My wife and I are looking for inspiration for a family website and we’d like to see cool stuff around the internet. I know a lot of sites that come to mind will be personal branding sites, but we’d be especially interested in cool concepts for family sites, too.
(I also wish I could remember the web design personality who was responsible for the blog where each article had a distinct look - one was titled something like “Into the Woods” and had wooden signs, one of which was off-kilter…)
One of the things that intrigues me are extensive personal websites, just full of a huge pile of stuff the site owner finds interesting, has written, etc. Not exactly the same as a prolific blog (though there is overlap), because they tend to be more hypertext structured, in ways other than purely chronological post dates plus tags; more like a big personal wiki in some cases.
These were more common in the ‘90s I think, but there are still some around (some dating to then, others a bit newer). Four that come to mind: John Walker’s fourmilab, Pierro Scaruffi’s website, Cosma Shalizi’s bactra.org, and Gwern Branwen’s website.
Not necessarily a model for creating a personal website if you don’t have a decade or so to invest in it though! Of those four, it looks like: one is a university professor, one is a wealthy tech entrepreneur, and two are independent writers/researchers.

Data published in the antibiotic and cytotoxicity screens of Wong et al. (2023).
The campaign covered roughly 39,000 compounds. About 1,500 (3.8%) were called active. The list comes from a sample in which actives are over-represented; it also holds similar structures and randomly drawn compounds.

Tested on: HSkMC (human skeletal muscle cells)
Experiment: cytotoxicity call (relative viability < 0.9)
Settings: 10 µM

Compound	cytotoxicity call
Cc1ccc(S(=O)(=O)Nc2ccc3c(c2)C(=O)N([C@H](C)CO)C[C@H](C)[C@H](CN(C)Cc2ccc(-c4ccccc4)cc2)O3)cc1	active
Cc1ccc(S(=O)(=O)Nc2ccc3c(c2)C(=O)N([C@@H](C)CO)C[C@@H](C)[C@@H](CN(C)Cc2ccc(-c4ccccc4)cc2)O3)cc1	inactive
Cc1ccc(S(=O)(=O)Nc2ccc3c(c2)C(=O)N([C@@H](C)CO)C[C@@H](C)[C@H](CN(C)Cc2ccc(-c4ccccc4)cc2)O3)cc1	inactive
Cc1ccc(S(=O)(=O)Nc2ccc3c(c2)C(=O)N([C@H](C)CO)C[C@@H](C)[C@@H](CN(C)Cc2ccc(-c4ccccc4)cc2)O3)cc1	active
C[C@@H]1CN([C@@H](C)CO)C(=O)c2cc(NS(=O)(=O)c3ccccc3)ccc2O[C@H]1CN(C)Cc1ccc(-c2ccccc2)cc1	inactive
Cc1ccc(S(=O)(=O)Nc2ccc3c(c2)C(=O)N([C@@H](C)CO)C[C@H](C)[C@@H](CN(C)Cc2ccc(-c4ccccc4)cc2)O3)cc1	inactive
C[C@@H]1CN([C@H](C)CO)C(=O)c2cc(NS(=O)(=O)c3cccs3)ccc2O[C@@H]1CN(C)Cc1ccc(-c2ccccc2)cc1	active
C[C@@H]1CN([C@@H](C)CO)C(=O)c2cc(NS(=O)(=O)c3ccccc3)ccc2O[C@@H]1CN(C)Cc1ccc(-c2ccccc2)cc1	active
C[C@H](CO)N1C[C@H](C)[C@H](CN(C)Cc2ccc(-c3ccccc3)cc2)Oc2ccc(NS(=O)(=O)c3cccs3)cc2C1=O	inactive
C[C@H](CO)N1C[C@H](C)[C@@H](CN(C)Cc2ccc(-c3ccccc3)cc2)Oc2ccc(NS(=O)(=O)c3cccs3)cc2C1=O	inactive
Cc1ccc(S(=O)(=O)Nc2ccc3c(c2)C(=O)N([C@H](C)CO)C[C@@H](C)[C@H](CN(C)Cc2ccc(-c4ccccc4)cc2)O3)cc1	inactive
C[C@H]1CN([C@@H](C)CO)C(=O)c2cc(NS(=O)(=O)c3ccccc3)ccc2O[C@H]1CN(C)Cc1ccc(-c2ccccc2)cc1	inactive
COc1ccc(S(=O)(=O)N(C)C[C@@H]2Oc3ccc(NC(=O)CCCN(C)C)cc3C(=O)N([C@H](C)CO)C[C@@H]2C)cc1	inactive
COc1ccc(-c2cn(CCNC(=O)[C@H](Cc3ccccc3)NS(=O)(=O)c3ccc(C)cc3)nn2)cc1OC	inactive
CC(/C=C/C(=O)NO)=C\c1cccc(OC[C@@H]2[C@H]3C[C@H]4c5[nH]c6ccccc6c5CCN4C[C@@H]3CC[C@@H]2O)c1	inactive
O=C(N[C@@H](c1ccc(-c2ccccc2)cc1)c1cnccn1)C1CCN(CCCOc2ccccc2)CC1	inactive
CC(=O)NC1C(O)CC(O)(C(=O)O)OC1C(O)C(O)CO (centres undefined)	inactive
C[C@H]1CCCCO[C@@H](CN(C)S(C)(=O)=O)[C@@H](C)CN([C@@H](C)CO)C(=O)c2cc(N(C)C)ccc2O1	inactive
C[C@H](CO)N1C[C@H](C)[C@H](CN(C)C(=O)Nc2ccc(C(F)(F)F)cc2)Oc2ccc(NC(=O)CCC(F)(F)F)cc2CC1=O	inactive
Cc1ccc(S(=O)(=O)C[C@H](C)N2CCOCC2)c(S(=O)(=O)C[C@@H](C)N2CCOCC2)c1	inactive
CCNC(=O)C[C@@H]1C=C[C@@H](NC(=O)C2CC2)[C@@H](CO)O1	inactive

John Walker & Gwern’s sites are great. In the same vein (but leaning more toward being a blog) is Charlie Stross’s site, which also contains his wife’s font work. (Stross isn’t as prolific on his blog as he used to be – writing two novels a year at 50+ while also dealing with carpal tunnel and trying to use an iPad for some of it lowers productivity in terms of pure word-emission rate – but there’s a community of regulars in the comments there, many of whom have been posting consistently since before I first discovered the site ~10 years ago. Common topics are similar to Farber’s IP list – i.e., ostensibly tech and science fiction, but with a nigh-inexplicable attractor around the history of aviation tech & an abiding interest in espionage and international relations.)
My own website has been around for a much shorter time but it growing along a somewhat similar model (though originally just a kind of portfolio for my writing). Presumably, this is what Gwern’s site would have looked like after only a year, if he had way less free time.
I get a SSL_ERROR_BAD_CERT_DOMAIN for your website?
It doesn’t have HTTPS at all. (It’s static & non-secret, so why bother?)
Yeah, but your link is to https and that looks like it’s falling back to the hosting service you’re using.
Hmm… Maybe I made a typo. Lobste.rs doesn’t want me to edit it anymore.
I’m getting some bad cert errors when I visit your personal errors.
I don’t have a cert. My personal errors are 100% public.
I came across https://musicinformationretrieval.com/ recently also.
In a similar vein, I used to enjoy https://ftrain.com/
This page definitely qualifies, a wealth of technical info and images about Nikon cameras and lenses.
Bret Victor’s website is all sorts of fun.